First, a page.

When Russell Wilson came out in July of this year and said he and girlfriend Ciara are abstaining from sex until marriage they were met with a resounding, “huh?”
And just last week, former footballer and funnyman Terry Crews told HuffPost that he and his wife completed a 90-day “sex fast,” which got us thinking maybe these guys are on to something.
Those three months, Crews says, left him "more in love" and "more turned on" than ever. “…no sex, all relationship, all talk, all cuddle," he added. "I found that at the end of that 90 days ... I knew who she was, and it wasn't about 'Let's go out because I know I'm gonna get some sex later.' It was like, 'Let's go because I want to talk to you. I want to know you'."
For some people, sex helps them connect with their partner and for other people, they need to feel connected with their partner to desire sex, explains Megan Fleming, Ph.D., clinical psychologist and relationship therapist. Crews identifies with the latter.
"You're not looking for porn,” he said. “You're looking for someone to know you and love you at the same time. That's all you want—every man out there. But he's scared sometimes. That's why men put up big fronts."
If you’re still not convinced a so-called sex fast is for you, we outlined some of the reasons and benefits with Fleming’s advice.
Reignite passion in your relationship…
“So often it’s truly about feeling like your partner sees and wants you,” Fleming says. Taking the routine of sex out of the picture can help you fall in love with your partner again and force you to take notice of things you’ve become desensitized to. Plus, when the duration of the fast is up you’ll be dying to match your newfound emotional intimacy with some physical intimacy. “Feeling desired by your partner is the biggest turn on,” Fleming adds. And knowing they desire you and you alone is perhaps even better.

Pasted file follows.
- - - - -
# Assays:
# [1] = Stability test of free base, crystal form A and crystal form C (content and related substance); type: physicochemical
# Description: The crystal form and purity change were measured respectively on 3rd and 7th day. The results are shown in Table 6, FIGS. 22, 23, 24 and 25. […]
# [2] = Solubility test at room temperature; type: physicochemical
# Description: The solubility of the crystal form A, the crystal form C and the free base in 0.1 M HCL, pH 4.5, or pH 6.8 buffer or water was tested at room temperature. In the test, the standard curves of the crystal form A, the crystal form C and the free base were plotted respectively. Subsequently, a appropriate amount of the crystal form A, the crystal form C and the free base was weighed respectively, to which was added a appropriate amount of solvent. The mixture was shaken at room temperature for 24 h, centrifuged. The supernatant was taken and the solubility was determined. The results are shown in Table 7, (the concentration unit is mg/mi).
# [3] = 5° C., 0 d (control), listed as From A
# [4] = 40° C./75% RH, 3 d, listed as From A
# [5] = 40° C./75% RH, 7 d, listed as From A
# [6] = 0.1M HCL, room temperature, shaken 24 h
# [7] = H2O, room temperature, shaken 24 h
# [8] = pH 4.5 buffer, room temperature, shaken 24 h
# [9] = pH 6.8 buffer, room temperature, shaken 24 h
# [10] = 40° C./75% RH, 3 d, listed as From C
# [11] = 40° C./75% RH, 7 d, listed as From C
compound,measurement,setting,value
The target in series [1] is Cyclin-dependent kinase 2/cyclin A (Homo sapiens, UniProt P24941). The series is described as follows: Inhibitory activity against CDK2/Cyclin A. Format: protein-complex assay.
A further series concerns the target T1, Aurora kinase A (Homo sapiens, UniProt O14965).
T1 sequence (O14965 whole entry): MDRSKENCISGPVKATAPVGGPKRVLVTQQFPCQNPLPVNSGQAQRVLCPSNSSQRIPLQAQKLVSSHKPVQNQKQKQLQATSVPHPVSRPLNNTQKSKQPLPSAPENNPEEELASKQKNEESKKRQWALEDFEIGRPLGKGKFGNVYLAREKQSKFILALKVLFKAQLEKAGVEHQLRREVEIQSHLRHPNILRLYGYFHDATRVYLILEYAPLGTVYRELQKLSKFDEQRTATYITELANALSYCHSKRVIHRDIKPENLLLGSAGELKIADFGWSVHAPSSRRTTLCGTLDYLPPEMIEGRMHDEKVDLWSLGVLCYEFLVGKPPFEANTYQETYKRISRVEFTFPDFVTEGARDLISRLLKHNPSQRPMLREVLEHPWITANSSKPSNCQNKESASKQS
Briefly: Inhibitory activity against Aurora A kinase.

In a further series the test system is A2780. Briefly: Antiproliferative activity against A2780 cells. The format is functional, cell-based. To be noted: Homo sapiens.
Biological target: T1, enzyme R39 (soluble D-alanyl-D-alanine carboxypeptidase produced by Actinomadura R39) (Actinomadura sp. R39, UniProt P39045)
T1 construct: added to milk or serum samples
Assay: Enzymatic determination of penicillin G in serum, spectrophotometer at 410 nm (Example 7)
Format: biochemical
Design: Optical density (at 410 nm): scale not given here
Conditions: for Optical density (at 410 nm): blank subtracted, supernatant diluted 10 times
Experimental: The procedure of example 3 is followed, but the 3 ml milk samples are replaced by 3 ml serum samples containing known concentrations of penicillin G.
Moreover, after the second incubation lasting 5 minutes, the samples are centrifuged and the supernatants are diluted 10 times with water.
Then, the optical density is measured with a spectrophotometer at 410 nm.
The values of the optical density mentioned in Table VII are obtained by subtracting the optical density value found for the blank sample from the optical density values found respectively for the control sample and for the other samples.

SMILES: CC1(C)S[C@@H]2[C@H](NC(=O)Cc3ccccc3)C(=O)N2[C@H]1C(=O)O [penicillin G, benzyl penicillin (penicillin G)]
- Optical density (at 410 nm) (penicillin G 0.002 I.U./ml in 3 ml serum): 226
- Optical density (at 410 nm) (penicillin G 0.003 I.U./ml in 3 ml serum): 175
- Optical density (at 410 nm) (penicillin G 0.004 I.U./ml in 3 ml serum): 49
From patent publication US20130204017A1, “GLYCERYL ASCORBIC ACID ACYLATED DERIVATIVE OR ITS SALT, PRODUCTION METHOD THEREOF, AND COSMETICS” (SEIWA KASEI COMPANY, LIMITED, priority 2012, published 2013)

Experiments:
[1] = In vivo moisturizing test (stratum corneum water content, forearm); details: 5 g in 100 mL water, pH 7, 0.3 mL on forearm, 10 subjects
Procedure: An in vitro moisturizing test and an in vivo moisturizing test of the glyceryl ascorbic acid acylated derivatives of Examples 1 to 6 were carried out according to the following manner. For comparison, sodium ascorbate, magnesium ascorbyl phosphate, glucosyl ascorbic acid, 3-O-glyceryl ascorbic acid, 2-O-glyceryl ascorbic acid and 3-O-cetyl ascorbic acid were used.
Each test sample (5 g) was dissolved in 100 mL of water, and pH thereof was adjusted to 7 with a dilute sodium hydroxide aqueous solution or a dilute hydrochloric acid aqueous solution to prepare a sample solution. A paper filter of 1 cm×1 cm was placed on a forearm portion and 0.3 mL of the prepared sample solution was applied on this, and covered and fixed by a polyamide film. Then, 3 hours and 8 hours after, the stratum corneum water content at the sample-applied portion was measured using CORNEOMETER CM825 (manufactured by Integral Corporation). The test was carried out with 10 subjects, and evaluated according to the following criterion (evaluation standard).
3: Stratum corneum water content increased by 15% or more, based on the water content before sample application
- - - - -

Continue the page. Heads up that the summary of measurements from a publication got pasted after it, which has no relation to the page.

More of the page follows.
Help you connect with your partner…
“I consider sex to be the glue of a relationship, because it brings dopamine and oxytocin, which give [feelings of] both pleasure and attachment to your nervous system,” Fleming says. A fast from sex can help determine if your relationship is more than just physical. If you can build a foundation—or build on the one you already have—by getting to learn more about your partner's background, interests, fears, hopes, etc., you can foster a stronger connection. “Sex enables you to feel truly alive and present with your partner,” she adds, so you can quite literally seal the deal on a stronger relationship after your fast by breaking abstinence with, yes, sex.
Discern lust from love…
It’s difficult to discern lust from love in the initial stage of a relationship because the chemistry, passion, and neurotransmitter-fueled romantic “love cocktail” you’re drunk on is meant to end, Fleming explains. In the beginning, you feel an amazing connection but you don’t really know this person. It’s all projection. You’re in the “honeymoon phase.”
“For men like Russel Wilson, coming out and saying they aren’t having sex (delaying sex) because they want to focus on coming together as a couple, I think that’s great,” Fleming says. Taking the time to figure out if you truly like the person you’re dating—without the dopamine kick—helps you to get a better sense of what draws you to a person and the type of relationship you need that meets your core values and deepest needs.